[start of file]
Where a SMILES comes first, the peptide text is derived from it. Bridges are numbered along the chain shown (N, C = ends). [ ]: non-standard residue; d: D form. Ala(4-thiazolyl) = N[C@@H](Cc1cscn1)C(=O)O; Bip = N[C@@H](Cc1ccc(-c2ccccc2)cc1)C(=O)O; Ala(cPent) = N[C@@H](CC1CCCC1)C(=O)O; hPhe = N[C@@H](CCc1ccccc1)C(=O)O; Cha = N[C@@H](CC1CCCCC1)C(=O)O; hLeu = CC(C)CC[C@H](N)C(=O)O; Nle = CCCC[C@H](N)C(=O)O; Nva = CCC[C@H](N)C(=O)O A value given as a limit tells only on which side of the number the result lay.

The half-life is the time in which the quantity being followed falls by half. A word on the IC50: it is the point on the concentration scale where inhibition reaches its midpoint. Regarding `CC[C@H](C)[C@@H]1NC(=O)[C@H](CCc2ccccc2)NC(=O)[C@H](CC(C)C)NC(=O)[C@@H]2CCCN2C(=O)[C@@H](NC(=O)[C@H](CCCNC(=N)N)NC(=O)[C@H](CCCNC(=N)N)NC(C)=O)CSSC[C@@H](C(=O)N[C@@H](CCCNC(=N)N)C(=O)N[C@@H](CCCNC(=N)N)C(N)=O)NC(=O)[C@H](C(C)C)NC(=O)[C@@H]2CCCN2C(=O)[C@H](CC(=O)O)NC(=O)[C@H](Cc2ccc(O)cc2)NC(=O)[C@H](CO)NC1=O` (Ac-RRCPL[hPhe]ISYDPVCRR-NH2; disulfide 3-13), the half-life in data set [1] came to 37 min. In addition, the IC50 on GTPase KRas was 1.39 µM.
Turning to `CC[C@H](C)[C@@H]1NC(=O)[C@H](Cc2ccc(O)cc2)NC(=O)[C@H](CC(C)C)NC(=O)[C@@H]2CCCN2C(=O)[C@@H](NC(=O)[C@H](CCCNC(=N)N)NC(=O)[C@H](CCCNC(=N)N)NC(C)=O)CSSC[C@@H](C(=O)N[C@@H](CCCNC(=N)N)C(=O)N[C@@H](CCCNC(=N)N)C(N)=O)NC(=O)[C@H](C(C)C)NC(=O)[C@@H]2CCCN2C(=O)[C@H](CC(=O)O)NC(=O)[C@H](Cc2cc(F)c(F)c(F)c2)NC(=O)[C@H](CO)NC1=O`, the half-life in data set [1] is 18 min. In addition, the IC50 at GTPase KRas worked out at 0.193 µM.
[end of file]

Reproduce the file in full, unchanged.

Where a SMILES comes first, the peptide text is derived from it. Bridges are numbered along the chain shown (N, C = ends). [ ]: non-standard residue; d: D form. Ala(4-thiazolyl) = N[C@@H](Cc1cscn1)C(=O)O; Bip = N[C@@H](Cc1ccc(-c2ccccc2)cc1)C(=O)O; Ala(cPent) = N[C@@H](CC1CCCC1)C(=O)O; hPhe = N[C@@H](CCc1ccccc1)C(=O)O; Cha = N[C@@H](CC1CCCCC1)C(=O)O; hLeu = CC(C)CC[C@H](N)C(=O)O; Nle = CCCC[C@H](N)C(=O)O; Nva = CCC[C@H](N)C(=O)O A value given as a limit tells only on which side of the number the result lay.

The half-life is the time in which the quantity being followed falls by half. A word on the IC50: it is the point on the concentration scale where inhibition reaches its midpoint. Regarding `CC[C@H](C)[C@@H]1NC(=O)[C@H](CCc2ccccc2)NC(=O)[C@H](CC(C)C)NC(=O)[C@@H]2CCCN2C(=O)[C@@H](NC(=O)[C@H](CCCNC(=N)N)NC(=O)[C@H](CCCNC(=N)N)NC(C)=O)CSSC[C@@H](C(=O)N[C@@H](CCCNC(=N)N)C(=O)N[C@@H](CCCNC(=N)N)C(N)=O)NC(=O)[C@H](C(C)C)NC(=O)[C@@H]2CCCN2C(=O)[C@H](CC(=O)O)NC(=O)[C@H](Cc2ccc(O)cc2)NC(=O)[C@H](CO)NC1=O` (Ac-RRCPL[hPhe]ISYDPVCRR-NH2; disulfide 3-13), the half-life in data set [1] came to 37 min. In addition, the IC50 on GTPase KRas was 1.39 µM.
Turning to `CC[C@H](C)[C@@H]1NC(=O)[C@H](Cc2ccc(O)cc2)NC(=O)[C@H](CC(C)C)NC(=O)[C@@H]2CCCN2C(=O)[C@@H](NC(=O)[C@H](CCCNC(=N)N)NC(=O)[C@H](CCCNC(=N)N)NC(C)=O)CSSC[C@@H](C(=O)N[C@@H](CCCNC(=N)N)C(=O)N[C@@H](CCCNC(=N)N)C(N)=O)NC(=O)[C@H](C(C)C)NC(=O)[C@@H]2CCCN2C(=O)[C@H](CC(=O)O)NC(=O)[C@H](Cc2cc(F)c(F)c(F)c2)NC(=O)[C@H](CO)NC1=O`, the half-life in data set [1] is 18 min. In addition, the IC50 at GTPase KRas worked out at 0.193 µM.